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Transcript
A Changing Climate: Past,
Present and Future
AT 351
Lecture 13
Dec 7, 2009
Outline
• Current Climate
• What can change climate?
• Observations
– Proxy records
• Predictions
• Facts and misconceptions
• The ozone hole
What is Climate?
• The slowly varying aspects of the
atmosphere–hydrosphere–land surface
system
• Climate is often considered to be an
“envelope of possibilities” within which the
weather can bounce around
• “Weather tells you what to wear today …
climate tells you what clothes to buy!”
Current Climate
Current Climate
Fort Collins Climate
Jan
Feb
Mar
Apr
May
Jun
Jul
Aug
Sep
Oct
Nov
Dec
41°
45°
51°
61°
68°
78°
85°
84°
74°
64°
50°
42°
Avg. Low 14°
18°
25°
34°
44°
51°
57°
55°
45°
35°
24°
16°
Mean
28°
32°
38°
48°
56°
66°
72°
68°
60°
50°
38°
28°
Avg.
Precip.
0.4
in
0.4
in
1.4
in
1.8
in
2.7
in
1.9
in
1.8
in
1.3
in
1.3
in
1.0
in
0.7
in
0.5
in
Avg.
High
What can change the climate?
180 MYA
Today
• Plate tectonics helps to explain climate shifts on the order of millions
of years
• The positioning of the continents helps to dictate ocean currents and
how energy can be distributed on the planet
• Also, the movement of continents creates land features such as
mountains and volcanoes that have a large impact on local climate
What can change the climate?
• Changes in the earth’s orbit will affect the
amount of incoming solar radiation – known as
the Milankovitch cycles
• Eccentricity of the earth’s orbit happens on a
cycle of about 100,000 years
• Precession of earth’s axis has a 23,000 year
cycle
• Changes in the tilt (obliquity) of the earth’s axis
happen on a 41,000 year cycle
What can change the climate?
• Solar output can vary slightly depending on its
magnetic field
• The sun’s magnetic field has a 22 year cycle – it
reverses itself every 11 years
• The reversal of the sun’s magnetic field is
associated with a maximum in sunspot activity
• The sun emits slightly more energy during
periods of maximum sunspot activity
What can change the climate?
• Volcanic eruptions release ash, dust, and sulfur
gases into the atmosphere
• Sulfur combines with water vapor in the
atmosphere to produce a thick haze of sulfuric
acid particles
• This thick haze can block a portion of the sun’s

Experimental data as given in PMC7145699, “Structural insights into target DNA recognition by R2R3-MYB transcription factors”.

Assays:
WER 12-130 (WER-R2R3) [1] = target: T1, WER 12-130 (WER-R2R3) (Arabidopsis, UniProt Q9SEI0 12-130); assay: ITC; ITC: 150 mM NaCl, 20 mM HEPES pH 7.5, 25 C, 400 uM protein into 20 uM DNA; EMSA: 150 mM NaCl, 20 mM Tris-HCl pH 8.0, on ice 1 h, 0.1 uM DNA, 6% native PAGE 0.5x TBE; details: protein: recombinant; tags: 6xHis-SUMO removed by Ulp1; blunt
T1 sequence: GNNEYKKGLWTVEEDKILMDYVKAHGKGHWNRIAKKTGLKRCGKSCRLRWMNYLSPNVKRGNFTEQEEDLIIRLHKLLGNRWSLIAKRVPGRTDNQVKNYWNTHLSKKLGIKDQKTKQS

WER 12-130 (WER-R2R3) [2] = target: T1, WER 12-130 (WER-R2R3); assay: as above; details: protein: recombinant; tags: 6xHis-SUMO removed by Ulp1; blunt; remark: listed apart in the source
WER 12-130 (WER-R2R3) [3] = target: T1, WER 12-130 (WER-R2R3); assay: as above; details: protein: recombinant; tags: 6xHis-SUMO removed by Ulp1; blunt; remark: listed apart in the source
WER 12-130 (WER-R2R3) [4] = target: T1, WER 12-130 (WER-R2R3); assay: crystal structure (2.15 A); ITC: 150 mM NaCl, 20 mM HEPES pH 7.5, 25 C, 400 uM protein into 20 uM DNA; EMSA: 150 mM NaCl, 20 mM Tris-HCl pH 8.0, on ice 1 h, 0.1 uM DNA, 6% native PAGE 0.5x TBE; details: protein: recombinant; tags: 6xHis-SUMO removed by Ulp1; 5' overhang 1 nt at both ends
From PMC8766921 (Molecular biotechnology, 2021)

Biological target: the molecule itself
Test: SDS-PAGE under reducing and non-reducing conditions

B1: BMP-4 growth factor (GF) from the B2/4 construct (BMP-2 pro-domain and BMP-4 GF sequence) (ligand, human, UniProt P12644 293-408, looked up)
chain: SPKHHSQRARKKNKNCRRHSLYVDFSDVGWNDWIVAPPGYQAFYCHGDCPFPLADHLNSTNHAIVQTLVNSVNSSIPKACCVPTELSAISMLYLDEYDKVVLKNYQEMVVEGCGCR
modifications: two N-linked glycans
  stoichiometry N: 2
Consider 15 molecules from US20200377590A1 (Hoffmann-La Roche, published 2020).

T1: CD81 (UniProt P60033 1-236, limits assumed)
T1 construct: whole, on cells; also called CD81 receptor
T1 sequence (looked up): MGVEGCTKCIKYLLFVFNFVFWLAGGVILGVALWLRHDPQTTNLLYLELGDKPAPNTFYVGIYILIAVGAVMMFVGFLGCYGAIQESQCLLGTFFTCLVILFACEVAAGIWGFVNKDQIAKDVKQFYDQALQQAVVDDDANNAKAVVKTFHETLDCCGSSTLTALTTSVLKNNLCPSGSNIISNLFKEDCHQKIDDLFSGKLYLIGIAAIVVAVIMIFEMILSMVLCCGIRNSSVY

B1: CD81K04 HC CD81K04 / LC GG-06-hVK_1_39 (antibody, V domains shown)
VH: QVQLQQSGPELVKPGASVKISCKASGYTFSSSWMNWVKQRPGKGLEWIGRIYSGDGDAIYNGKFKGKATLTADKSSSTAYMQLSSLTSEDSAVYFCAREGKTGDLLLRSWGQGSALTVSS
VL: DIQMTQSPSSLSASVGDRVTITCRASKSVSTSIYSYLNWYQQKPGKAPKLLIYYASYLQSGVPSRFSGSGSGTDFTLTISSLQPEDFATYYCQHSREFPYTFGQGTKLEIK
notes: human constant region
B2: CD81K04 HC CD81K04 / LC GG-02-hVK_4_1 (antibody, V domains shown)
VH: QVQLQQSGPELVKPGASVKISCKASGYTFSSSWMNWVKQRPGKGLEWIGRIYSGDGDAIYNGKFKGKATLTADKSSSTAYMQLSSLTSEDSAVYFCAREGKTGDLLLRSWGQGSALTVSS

incoming energy
• A large eruption can cool the surface
temperature by a small amount for 1-3 years
after the original explosion
What can change the climate?
• Changes in the composition of the earth’s atmosphere
will affect the radiation budget of the earth
• Sulfate aerosols (like those brought about by volcanic
eruptions) act to cool the planet by blocking shortwave
radiation from the sun
• Some other aerosols, along with gases such as water
vapor and carbon dioxide act to warm the planet by
blocking long wave radiation from escaping the earth
(remember the greenhouse effect?)
• A distinct minimum in carbon dioxide has been found to
coincide with the past ice ages
• Aerosols that act as CCN can also change the thickness
and lifetime of clouds, which can also affect the climate
What can change the climate?
Past Climate Record
• Much of the data about the past climate comes
from ice cores extracted from Greenland and
Antarctica ice sheets
• Concentration of oxygen isotopes is used to
back out the temperature at the time the ice was
formed
• Ice cores also contain bubbles of air and actual
aerosol particles that can be analyzed to find the
composition of the atmosphere at that time
Past Climate Change
Current CO2 levels are 100ppm
above background levels!
CO2 Levels (ppm):
• Last Glacial
Maximum – 180
• Preindustrial – 280
• Currently – 380+
The Temperature Response
• Climate models can do a
pretty good job of
simulating long term
temperature patterns…
• IF anthropogenic forcing
is included
• Natural forcing
(Milankovitch cycles,
solar forcing, volcanoes)
alone cannot explain the
temperature change that
has occurred
Geographic Differences
Models also do well at the regional scale.
Arctic Sea Ice
Arctic Sea Ice